nytheatre.com review by Martin Denton
October 4, 2009
Superior Donuts, the new play on Broadway from Pulitzer Prize winner Tracy Letts (August: Osage County), takes place in the store that gives it its title—a modest, rundown, indie donut shop in a rundown but soon-to-be-gentrifying Chicago neighborhood. When the play begins, a couple of cops are investigating an act of vandalism: the store's glass front door has been shattered and the word "pussy" has been spray painted prominently behind the counter. The cops are talking to Max, the Russian guy who owns the DVD shop next door; Max is convinced that the perpetrators are those "black kids" (with apologies to one of the cops, James, who is himself African American). Eventually Arthur, the proprietor of Superior Donuts, arrives. He's jolted, taken aback; from his slightly dazed state he realizes he missed this week's coffee delivery and so James heads over to the nearby Starbucks to get everybody some joe.
This opening scene of Superior Donuts is terrific, immediately involving the audience in the world of the play and making us curious about a whole bunch of stuff. Who did this crime, and why? Why is Arthur so lackadaisical and melancholy (it is mentioned that he's been closing the shop a lot lately)? What's the relationship between Arthur and the lady cop, Randy, who seems to be a bit sweet on him? Who's a "pussy," and why?
The appeal of these first moments of the play owes much to the wonderfully verisimilitudinous set by James Schuette (before the lights went up, folks in the front row were straining to read the menu hanging over the donut counter), and to the excellent naturalistic performances of Michael McKean as Arthur and Kate Buddeke as Randy. I instantly liked and empathized with both of these people; they seemed real to me.
Which is why I was so dismayed to see Superior Donuts fall apart in its successive scenes. Letts loses track of the naturalism which feels so assured in his hands by having Arthur suddenly start confiding in the audience, breaking the fourth wall without motivation or warning. (Director Tina Landau makes things even worse by using a Strange Interlude-ish lighting device that makes sure we are fully distracted from the story when Arthur does his soliloquies.) Believability is sacrificed as soon as Letts introduces his second main character, an African American college dropout named Franco who arrives at the donut shop on the day of the vandalism attack to apply for a job. Franco is cheerful, smart, assertive, confident, charming, talented, suave—and wholly unconvincing, despite actor Jon Michael Hill's good efforts. He's the kind of kid you meet only on a television sitcom. Why Arthur allows him to come to work in his shop is beyond me. Franco is also in Deep Trouble, providing the story with its hook and with a climax that you do not see coming. But instead of creating a relationship between Arthur and Franco that feels organic, Letts makes the two of them act like characters in bad action/horror movies.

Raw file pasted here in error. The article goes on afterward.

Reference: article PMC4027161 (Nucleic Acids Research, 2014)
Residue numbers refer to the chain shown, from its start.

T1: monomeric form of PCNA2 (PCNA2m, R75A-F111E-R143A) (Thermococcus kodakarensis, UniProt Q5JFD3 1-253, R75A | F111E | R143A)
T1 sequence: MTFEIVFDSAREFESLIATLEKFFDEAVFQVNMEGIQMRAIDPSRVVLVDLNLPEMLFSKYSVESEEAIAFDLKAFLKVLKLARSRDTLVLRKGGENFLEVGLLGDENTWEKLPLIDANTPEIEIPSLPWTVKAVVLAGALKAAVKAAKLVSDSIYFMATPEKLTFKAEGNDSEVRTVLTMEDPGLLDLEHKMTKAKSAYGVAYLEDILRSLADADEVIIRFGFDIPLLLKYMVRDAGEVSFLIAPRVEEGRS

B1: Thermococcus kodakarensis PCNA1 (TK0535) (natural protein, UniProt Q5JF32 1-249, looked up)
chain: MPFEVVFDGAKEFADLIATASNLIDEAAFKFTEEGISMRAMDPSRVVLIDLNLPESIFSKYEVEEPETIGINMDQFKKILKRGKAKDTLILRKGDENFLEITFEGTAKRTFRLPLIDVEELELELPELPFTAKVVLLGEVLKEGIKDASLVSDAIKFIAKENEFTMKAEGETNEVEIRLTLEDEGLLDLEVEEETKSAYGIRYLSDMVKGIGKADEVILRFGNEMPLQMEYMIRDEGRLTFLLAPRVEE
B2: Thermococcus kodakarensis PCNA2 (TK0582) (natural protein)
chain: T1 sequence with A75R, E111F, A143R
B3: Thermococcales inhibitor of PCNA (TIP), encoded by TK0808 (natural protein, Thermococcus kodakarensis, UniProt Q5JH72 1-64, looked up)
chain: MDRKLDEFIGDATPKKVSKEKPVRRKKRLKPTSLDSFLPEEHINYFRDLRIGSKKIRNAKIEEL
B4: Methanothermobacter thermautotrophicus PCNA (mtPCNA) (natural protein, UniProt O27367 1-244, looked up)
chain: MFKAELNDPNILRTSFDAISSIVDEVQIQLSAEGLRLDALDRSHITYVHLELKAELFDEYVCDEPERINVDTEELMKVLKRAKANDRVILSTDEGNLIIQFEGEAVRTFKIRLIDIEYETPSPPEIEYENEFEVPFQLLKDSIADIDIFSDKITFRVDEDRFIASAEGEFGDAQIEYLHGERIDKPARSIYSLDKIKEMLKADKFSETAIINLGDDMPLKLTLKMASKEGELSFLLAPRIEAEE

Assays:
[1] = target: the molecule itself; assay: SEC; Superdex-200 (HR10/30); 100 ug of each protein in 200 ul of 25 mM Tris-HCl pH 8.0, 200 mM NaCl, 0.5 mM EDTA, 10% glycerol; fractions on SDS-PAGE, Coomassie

By the second act, all is lost: Superior Donuts, instead of being about the way that an aging draft dodger (for that is what Arthur is) finds some kind of peace and redemption through his relationship with the troubled kid who comes to work for him, turns into a Clint Eastwood film. Arthur decides to prove that he's a real man by fighting the mobster who's the source of Franco's problems. The moral of the play seems to be that the way to resolve difficulties is to beat somebody up. I would argue that this is a very bad moral.
McKean holds the stage compellingly throughout, with Buddeke and Robert Maffia (as the gangster) offering strong support. Since most of the characters are written as broad (and sometimes borderline offensive) stereotypes, the rest of the cast has little to do but supply what's requested.
The most disturbing aspect of Superior Donuts for me was the audience's reaction to Arthur's choice: rousing approval, as far as I could tell. Arthur is guilt-ridden over fleeing the draft during the Vietnam War, feeling like a coward because of it. In my day, the young men who left for Canada were viewed as courageous by many, having made a tough and controversial choice based in political and social principles. I guess Letts (and lots of others) don't see things that way nowadays, which is both reductive and very sad.